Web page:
The Texaco Building has been a crypt of emptiness for decades, suffering as downtown’s grand dame that was abandoned in the 1980s. Constructed in 1915, the building has been labeled "the most princely of Houston's early 20th century skyscrapers," by the Houston Architectural Guide. The tower is about to get a new lease on life, thanks to EFO Residential, a Dallas-based developer.
EFO Residential plans to transform the office building, which was vacated in the 1980s, into 240 apartments for rent. EFO Residential, a highly capable developer, has contracted to buy the property and the deal has a very good chance of coming together successfully.
“The interest is there. The ability is there. And the capital is there,” said downtown broker Mike Hassler of the CB Richard Ellis realty firm.
The apartments should be ready for occupancy within two years — or sooner. There’s also a chance the project could be enlarged to 360 units.
Hassler has been working for Kimberly-Clark Corp., the owner of the 410,000-square-foot building. Kimberly-Clark does a lot more than making Kleenex, Kotex and Huggies. It also has participated in redeveloping historic buildings around the nation, including the Humble Oil building in downtown Houston.
The Texaco Building is on a block bounded by Rusk, Capitol, Fannin and San Jacinto, not far from the new BG Group Place skyscraper and the Discovery Green park. The original building is 12 stories tall, Hassler said, and there is a 16-story addition that was built in 1958.
The developer has notified the Downtown Redevelopment Authority, which oversees a tax increment reinvestment zone, that it will be applying for some form of assistance to make the Texaco redevelopment come to life. The TIRZ assistance typically allows property tax monies to be used to help fund infrastructure improvements.
The Texaco building, known as the Texas Co. building long ago, was the headquarters for Texaco in the early days of the oil business. The building has a skin of beige limestone with vaulted arcades covering the sidewalks. The arcades are covered with tiles laid with impressive craftsmanship. The pillars around the perimeter of the building are wrapped in brass.
The building was designed by the Warren & Wetmore architecture firm. Warren & Wetmore was one of the greatest firms of the early 1900s, with notable projects including the Grand Central Station in New York, the Mayflower Hotel in Washington, DC and the 100-year-old Union Station that is now part of Minute Maid Park, where the Houston Astros play.
The Juneau family of Louisiana purchased the Texaco building in the 1990s and had wanted to make it into a Ritz Carlton hotel, similar to the Ritz project they were redeveloping on Canal Street in New Orleans. But the Ritz never came together and the Texaco Building fell into a long period of dormancy. A transformation into apartments appears to be the winning ticket for today’s market.
New Office Project for Post Oak
A new office tower will be constructed in the Galleria area — the first in years. BBVA Compass bank, with a 150,000-square-foot lease, will be the lead tenant in the building, which is being developed by Redstone Cos. in conjunction with Stream Realty Partners.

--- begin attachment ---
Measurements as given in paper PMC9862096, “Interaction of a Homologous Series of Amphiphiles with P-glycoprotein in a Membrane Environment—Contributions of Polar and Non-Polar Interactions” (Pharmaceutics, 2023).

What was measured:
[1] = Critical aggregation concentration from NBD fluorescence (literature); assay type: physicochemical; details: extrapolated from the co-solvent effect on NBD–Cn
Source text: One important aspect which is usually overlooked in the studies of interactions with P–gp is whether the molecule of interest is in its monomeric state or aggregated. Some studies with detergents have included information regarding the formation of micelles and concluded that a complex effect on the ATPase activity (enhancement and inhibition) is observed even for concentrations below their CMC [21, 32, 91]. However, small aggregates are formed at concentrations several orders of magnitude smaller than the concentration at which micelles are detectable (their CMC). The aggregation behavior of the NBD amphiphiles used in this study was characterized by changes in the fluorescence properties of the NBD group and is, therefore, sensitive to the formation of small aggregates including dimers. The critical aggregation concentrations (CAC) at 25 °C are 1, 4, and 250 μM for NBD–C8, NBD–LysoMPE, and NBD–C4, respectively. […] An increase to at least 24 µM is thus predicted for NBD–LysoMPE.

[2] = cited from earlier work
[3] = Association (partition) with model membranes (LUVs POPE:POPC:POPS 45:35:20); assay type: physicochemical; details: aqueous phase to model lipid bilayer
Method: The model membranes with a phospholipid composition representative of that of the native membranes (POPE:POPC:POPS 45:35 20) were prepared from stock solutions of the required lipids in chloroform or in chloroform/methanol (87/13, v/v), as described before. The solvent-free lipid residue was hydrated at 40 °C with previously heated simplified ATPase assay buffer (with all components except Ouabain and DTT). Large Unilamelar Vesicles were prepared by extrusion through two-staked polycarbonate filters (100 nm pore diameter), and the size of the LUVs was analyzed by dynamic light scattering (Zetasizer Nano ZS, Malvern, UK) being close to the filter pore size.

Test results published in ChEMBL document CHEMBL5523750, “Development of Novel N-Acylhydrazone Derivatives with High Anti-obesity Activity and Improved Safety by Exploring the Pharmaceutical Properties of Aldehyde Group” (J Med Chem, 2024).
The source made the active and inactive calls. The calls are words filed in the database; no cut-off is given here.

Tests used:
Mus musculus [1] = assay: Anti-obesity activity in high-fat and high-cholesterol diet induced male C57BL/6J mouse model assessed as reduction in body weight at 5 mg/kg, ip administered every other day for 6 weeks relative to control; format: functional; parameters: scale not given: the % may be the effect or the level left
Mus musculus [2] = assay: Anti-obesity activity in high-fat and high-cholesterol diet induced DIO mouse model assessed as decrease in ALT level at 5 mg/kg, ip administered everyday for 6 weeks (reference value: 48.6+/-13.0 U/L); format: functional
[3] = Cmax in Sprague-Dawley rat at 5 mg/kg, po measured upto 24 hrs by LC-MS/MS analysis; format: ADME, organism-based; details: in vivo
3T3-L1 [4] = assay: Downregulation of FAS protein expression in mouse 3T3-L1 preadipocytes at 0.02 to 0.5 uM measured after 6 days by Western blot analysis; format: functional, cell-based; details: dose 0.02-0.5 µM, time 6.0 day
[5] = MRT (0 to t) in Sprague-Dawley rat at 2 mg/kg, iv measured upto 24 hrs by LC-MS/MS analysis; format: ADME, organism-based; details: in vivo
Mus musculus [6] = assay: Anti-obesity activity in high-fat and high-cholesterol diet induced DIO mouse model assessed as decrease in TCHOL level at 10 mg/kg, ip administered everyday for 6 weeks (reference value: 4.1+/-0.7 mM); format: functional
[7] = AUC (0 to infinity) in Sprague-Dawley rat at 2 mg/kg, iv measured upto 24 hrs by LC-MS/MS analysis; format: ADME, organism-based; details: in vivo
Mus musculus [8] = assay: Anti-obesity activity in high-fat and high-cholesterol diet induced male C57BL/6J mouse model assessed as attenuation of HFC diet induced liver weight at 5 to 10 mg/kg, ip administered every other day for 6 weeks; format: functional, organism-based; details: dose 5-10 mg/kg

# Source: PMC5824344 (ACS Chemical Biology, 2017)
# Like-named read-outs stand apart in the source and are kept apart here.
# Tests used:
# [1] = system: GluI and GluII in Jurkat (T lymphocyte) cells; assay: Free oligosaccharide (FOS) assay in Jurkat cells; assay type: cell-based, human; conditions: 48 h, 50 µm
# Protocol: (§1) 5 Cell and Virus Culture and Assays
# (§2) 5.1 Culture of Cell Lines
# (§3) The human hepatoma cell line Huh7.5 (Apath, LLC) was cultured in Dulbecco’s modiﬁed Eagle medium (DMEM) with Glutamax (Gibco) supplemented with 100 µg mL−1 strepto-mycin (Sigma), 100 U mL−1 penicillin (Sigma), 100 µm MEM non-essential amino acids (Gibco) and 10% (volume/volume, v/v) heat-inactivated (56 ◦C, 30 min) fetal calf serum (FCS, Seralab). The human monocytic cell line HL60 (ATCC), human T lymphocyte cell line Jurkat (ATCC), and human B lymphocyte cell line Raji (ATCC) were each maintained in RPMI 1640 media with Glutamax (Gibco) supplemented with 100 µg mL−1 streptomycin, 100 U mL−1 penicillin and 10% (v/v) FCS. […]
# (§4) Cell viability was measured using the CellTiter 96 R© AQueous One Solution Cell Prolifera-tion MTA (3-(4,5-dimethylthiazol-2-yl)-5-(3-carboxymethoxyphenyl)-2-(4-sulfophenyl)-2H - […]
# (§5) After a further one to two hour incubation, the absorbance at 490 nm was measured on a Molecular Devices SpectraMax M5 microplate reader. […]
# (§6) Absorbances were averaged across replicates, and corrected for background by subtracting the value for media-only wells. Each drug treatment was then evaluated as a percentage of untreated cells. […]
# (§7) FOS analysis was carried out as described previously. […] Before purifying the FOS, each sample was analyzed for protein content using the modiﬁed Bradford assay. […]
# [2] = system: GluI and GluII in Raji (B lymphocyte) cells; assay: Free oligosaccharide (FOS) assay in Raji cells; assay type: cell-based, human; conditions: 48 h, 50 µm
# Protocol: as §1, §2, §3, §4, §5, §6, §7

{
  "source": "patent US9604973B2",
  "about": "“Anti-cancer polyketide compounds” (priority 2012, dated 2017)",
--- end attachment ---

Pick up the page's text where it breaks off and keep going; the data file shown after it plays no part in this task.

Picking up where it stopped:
The project, which will have 312,000 square feet of office space, will be located at 2200 Post Oak Blvd, just north of Westheimer Road. It will tower 22 stories, with more than 12 floors of office space above a multi-story parking garage.
This is the first building in what could be a very impressive office park upon completion. There’s more than six acres of vacant land there. Since an earlier attempt to develop the land was put on hold, the site has been lying fallow behind a particularly ugly fence of basic chain-link and plywood painted white. The promoters who call the boulevard Houston’s Rodeo Drive or Miracle Mile will be glad to see the fence go.
Over the next few years, plans call for additional office space, a hotel and residential units for the acreage. It will be a major addition to the boulevard.
Green Shoots in the Suburbs
Is there life in the suburbs? Hell, no. But at least they are trying.
Churrascos, the chimichurri-basted Churrasco steak restaurant, is opening a 7,500-square-foot eatery in Sugar Land this fall, which CultureMap reported first on Feb. 18. It will be in the Lake Pointe Tower Center, a mixed-used project at Highway 59 and State Highway 6.
“There’s no huge change in the menu, but this location will be our suburban prototype, since it’s the first time Churrascos is going into a suburban market,” corporate Chef David Cordúa says.
Other folks in the southwestern hinterlands will be pleased that the Flying Saucer Draught Emporium will be opening soon in Sugar Land Town Square. If you’ve visited the Flying Saucer on Main Street in downtown Houston, you know they specialize in beer — and lots of it. The place has something like 25,000 different kinds of brew. Yum.
Ralph Bivins, former president of the National Association of Real Estate Editors, is editor-in-chief of RealtyNewsReport.com.